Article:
Forum reinforces links with regional schools

Published 26 June 2008

careers_forum.jpgPrincipals and/or Career Advisers from 19 secondary schools in northern NSW visited the University of New England yesterday for a half-day meeting with UNE staff members who provide key academic and support services for new students.

Some of the participants in yesterday’s Principals’ and Career Advisers’ Forum travelled to UNE from as far away as Grafton, Toormina, Bellingen, Gunnedah and Moree, while others came from schools in Tamworth and Armidale and throughout the New England region.

The UNE staff members presented information about new courses, pathways to UNE,  the residential college system, scholarships, and support services. Ed Campbell, UNE’s Student Experience Liaison Officer, explained his role in helping students have the most rewarding experience possible in their first year at university.

The Principals and Career Advisers heard about UNExtra, a new social networking Web site that allows potential students and Career Advisers to connect with each other and get news from the University. They also heard about UNE courses providing professional development for teachers – including several new postgraduate courses due to begin next year.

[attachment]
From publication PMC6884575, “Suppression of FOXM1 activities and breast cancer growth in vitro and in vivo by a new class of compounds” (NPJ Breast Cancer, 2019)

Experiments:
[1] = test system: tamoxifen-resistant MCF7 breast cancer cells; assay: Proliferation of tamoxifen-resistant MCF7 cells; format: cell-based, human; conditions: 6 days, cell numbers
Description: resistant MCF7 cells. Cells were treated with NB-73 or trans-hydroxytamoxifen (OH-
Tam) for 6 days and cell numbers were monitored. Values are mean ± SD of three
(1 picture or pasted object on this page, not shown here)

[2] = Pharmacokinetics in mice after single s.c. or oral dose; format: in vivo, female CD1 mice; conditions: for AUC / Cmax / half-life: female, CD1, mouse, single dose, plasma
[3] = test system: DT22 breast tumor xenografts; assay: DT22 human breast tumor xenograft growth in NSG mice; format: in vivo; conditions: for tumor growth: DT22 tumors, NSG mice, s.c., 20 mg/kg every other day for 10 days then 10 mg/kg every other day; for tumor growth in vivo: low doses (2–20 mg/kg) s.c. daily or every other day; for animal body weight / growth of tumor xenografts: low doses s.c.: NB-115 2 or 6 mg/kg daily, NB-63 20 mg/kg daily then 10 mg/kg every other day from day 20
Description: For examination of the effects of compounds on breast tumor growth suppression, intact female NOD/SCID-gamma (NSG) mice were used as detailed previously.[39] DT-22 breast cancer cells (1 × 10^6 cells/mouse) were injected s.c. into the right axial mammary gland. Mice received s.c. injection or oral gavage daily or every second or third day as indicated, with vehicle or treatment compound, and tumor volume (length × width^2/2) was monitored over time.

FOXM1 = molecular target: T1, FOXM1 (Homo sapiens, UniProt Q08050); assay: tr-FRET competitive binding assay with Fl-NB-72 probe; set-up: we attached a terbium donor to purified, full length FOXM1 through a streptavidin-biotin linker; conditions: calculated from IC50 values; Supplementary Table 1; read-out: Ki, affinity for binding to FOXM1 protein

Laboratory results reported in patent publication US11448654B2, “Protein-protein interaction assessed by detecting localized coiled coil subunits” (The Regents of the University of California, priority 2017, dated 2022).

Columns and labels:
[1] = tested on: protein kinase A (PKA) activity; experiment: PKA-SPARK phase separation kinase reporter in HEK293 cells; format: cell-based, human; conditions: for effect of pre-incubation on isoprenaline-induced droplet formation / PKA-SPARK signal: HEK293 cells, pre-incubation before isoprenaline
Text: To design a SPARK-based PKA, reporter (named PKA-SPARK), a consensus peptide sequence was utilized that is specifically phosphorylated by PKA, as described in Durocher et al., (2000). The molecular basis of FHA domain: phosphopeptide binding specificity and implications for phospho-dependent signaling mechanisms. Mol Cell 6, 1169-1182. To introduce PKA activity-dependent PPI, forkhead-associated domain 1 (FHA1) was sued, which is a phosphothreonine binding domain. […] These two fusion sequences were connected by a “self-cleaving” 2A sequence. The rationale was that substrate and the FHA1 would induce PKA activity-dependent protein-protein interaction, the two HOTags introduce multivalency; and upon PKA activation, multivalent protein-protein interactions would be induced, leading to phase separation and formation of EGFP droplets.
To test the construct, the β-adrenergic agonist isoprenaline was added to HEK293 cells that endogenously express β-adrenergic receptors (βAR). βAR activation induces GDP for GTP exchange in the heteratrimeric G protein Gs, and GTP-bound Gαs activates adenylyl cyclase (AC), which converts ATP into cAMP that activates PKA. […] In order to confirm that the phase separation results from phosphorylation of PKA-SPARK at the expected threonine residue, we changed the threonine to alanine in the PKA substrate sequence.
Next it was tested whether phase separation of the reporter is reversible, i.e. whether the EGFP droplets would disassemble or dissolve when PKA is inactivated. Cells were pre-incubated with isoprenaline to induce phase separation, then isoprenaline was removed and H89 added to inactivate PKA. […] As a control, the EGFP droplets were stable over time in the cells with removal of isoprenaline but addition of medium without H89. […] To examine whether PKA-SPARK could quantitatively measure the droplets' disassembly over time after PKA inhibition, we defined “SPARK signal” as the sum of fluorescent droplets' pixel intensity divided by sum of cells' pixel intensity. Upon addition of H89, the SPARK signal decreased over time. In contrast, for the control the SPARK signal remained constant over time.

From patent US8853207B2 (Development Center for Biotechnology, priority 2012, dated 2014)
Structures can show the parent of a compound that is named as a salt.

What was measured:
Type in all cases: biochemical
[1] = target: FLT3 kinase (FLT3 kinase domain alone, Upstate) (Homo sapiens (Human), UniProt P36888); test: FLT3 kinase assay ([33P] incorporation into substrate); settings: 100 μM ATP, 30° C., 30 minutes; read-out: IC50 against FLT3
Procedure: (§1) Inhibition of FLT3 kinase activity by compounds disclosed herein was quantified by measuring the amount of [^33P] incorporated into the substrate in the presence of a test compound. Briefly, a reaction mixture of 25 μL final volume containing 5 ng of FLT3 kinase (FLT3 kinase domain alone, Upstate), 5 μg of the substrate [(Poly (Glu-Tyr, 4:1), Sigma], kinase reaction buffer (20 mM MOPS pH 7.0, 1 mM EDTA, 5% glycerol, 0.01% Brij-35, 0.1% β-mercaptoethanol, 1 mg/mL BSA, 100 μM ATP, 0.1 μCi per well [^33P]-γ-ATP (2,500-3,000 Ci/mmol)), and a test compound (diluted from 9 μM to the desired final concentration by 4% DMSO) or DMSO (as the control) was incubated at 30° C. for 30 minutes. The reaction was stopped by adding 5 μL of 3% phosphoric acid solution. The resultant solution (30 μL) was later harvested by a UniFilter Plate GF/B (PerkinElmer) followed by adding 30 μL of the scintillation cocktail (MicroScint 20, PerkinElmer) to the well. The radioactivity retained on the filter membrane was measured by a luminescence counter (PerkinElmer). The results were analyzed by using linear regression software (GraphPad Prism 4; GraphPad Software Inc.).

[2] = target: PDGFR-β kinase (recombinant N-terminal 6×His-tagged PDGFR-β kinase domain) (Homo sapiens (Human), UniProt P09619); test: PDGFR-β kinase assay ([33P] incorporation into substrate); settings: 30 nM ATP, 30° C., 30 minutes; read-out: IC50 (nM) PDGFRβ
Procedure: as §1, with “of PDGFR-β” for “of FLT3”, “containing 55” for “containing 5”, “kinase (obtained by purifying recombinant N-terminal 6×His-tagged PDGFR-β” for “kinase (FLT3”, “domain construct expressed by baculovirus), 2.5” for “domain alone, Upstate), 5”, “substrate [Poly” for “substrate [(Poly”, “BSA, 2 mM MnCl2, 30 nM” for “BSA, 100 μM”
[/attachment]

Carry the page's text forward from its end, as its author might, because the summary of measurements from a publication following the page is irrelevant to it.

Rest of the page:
In welcoming the visitors, UNE’s Chief Development Officer, Mr Chris Patton, and Acting Deputy Vice-Chancellor (Academic Services), Ms Eve Woodberry, emphasised the University’s commitment to providing support services for  its students. Ms Woodberry mentioned in particular the highly successful work of UNE’s Oorala Centre (the venue for yesterday’s Forum) in providing educational resources, advice, and academic support for Aboriginal students.

Rhonda Leece, UNE’s Assistant Director of Student Administration and Services, led an open discussion that focused on – among other things – opportunities for students to gain early entry to UNE through the recommendation of their schools, and support services – particularly for students arriving at UNE from small regional schools. Ms Leece outlined the range of programs available – many of them through UNE’s Student Assist office – for students experiencing difficulties in academic, social, or personal aspects of their lives.

Appreciative comments from the Principals and Career Advisers confirmed that the high quality of students’ overall educational experience at UNE (regularly receiving a “five star” rating in The Good Universities Guide), and the high level of pastoral care provided in the University’s residential colleges, are among the most important factors attracting students to UNE.

John Kocek, a Career Adviser from Bellingen High School, said he had wanted to come to the forum to show his appreciation of the well-established links between his school and UNE. “The early entry scheme – the fact that UNE is flexible enough to admit students on the school’s recommendation rather than a Universities Admission Index score – is really important for our students,” Mr Kocek said.

UNE’s Marketing Manager, Sarah Wilson, who was one of the organisers of the event, said the Forum had been “well attended – and well received – by Principals and Career Advisers from around the region and beyond”.

“It’s vitally important for UNE to engage with its regional stakeholders in maintaining and developing communication and services into the future,” Ms Wilson said.

After lunch at UNE’s Mary White College, the visitors were conducted on a tour of the University’s new School of Rural Medicine.